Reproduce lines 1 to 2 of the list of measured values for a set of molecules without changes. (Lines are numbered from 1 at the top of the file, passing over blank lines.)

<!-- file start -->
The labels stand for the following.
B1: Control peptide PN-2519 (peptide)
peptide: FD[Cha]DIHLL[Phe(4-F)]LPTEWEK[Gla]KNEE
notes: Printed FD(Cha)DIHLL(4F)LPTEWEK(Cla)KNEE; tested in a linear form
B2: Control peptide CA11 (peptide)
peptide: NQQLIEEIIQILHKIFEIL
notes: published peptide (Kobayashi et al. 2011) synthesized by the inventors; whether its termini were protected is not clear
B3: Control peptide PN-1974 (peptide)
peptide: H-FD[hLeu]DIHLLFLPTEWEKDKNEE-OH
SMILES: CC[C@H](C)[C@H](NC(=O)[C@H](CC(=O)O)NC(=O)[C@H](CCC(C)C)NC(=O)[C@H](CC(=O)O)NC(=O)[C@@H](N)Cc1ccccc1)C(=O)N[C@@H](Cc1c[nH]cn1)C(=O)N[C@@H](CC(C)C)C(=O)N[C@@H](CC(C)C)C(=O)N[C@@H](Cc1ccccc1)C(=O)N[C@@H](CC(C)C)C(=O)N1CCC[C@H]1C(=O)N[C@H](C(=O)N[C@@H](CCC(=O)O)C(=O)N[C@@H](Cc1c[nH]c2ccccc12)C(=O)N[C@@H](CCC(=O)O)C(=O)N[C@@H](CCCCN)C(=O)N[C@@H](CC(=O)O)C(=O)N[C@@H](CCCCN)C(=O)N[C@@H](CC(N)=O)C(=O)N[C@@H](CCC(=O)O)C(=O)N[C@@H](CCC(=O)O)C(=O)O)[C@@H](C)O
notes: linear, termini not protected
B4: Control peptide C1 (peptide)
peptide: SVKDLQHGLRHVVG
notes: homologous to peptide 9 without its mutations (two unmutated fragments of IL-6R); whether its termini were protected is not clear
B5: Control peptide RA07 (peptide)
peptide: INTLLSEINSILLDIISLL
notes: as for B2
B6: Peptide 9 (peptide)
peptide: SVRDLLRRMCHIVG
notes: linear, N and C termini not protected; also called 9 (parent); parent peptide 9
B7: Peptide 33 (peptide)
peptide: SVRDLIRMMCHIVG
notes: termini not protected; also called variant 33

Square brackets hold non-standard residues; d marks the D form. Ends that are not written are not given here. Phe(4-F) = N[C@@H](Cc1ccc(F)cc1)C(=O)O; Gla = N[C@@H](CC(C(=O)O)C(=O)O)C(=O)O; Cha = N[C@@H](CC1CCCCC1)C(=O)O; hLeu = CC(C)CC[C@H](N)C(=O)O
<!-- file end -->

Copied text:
The labels stand for the following.
B1: Control peptide PN-2519 (peptide)